Common Drug Duo Could Treat High-Grade Neuroendocrine Carcinomas

According to a publication from EurekAlert, new research presented at the annual conference of the American Association for Cancer Research (AACR) suggests that a combination therapy of two regularly-administered immunotherapy drugs could be effective at treating neuroendocrine cancer. Some patients with high-grade neuroendocrine carcinoma, a type of tumor that often forms in the lungs and digestive tract, experienced considerable reductions to the size of their tumors after receiving treatment.

About Neuroendocrine Carcinoma

Neuroendocrine carcinoma is a rare form of cancer diagnosed in about 12,000 Americans each year. The tumors originate in the lining of neurondocrine cells – chemical signaling cells that receive nerve impulses and release hormones in response. Scientists are particularly eager to find in effective treatments for this type of tumor, which, although often quite small and slow-growing, does have fast-growing “high-grade” forms that can be aggressive. Depending where the tumors form, symptoms and outlook can vary broadly.

About the Study

The study was part of a larger “DART” trial. DART is a an experimental “basket” study that studies a consistent, controlled treatment (in this case the same dose of ipilimumab and nivolumab, two of the most commonly administered immunotherapy drugs) against a “basket” of 37 different rare cancers. That way, researchers might comprehensively determine which tumors could be treated most effectively with the same two drugs. It’s kind of like starting with the answer, and working backwards to find the best possible question.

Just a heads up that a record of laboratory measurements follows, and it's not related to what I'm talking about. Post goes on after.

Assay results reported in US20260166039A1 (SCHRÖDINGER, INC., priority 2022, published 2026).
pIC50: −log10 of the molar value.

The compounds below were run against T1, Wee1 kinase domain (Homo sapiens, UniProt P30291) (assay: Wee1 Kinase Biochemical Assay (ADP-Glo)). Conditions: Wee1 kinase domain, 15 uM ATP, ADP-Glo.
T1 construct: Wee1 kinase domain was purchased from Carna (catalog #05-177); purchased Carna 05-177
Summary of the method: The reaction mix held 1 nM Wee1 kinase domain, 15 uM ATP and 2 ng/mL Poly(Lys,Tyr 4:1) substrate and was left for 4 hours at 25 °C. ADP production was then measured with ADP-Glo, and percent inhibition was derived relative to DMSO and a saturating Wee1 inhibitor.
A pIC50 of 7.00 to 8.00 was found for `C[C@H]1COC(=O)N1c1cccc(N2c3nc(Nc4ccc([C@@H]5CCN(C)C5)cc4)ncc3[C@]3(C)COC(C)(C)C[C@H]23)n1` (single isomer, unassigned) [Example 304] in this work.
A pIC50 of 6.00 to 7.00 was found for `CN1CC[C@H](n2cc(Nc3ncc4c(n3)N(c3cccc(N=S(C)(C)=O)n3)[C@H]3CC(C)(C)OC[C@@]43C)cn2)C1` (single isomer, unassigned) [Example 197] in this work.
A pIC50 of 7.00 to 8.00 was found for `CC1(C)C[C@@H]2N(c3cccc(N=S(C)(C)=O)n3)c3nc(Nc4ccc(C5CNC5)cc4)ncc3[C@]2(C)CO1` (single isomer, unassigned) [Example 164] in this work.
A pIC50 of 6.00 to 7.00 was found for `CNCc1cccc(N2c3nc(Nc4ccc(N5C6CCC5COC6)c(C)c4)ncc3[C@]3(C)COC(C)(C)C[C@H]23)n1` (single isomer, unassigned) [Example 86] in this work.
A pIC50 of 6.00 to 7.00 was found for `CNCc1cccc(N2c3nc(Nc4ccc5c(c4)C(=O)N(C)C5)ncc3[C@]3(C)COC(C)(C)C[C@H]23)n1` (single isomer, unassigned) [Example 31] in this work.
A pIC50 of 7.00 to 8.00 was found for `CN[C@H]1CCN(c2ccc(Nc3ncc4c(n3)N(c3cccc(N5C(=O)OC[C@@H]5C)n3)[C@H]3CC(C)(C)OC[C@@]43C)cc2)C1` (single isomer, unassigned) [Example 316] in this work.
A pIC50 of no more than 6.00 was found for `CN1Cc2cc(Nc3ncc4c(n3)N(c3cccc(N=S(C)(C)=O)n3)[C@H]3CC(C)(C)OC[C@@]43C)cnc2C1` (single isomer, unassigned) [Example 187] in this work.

The team behind the neuroendocrine carcinoma portion of the DART study noticed a clear difference in treatment response rates between high-grade (rapidly-growing) and low-grade(slow-growing) forms of the same carcinomas. Some 42% of the 19 participants with high-grade neuroendocrine carcinoma found their tumors partially or completely shrunken when administered the dual treatment of immunotherapy drugs. Although technically the same cancer, none of the patients with low-grade neuroendocrine carcinoma responded to the treatment similarly.

Researchers believe that differences in the tumors’ structures are partially what dictates the differing responses to treatment. In response to the surprising find, a new arm of the study has been opened recruiting only individuals with high-grade neuroendocrine carcinomas. If the new arm of the study produces results similar to those presented at the AACR conference, the dual drug combo might eventually become the foundation of neuroendocrine carcinoma treatment.


Do you think basket studies like DART will be effective for other families of disease? Do you think it’s important to have different methods for conducting studies? Share your thoughts with Patient Worthy!

Share this post

Share on facebook
Share on google
Share on twitter
Share on linkedin
Share on pinterest
Share on print
Share on email
Close Menu